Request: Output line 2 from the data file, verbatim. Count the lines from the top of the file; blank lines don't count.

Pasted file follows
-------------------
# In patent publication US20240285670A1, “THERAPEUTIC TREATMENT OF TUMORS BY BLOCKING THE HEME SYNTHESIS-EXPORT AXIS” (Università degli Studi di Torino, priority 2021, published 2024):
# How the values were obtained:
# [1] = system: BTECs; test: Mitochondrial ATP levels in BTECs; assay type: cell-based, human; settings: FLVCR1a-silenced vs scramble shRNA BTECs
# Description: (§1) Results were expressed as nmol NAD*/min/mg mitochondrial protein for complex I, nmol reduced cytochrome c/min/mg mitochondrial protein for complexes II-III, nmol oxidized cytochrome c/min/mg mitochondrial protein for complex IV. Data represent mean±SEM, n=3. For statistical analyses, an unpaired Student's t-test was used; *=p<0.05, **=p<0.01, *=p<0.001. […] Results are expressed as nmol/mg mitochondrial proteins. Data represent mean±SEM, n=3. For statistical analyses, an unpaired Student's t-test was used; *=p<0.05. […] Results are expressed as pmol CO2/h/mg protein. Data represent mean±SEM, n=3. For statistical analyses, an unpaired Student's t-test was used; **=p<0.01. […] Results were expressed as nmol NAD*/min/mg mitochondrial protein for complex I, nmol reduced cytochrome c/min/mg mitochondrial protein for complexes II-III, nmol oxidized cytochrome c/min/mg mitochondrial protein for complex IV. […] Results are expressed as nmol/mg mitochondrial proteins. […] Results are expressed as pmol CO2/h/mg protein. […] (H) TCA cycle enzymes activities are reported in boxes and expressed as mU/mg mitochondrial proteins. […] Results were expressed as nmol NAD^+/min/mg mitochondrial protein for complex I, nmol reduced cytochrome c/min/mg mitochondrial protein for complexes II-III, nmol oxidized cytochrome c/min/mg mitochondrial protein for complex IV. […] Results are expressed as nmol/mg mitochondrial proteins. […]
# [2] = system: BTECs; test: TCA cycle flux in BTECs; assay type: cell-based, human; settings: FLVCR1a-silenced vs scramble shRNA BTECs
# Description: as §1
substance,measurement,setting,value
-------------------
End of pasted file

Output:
# How the values were obtained: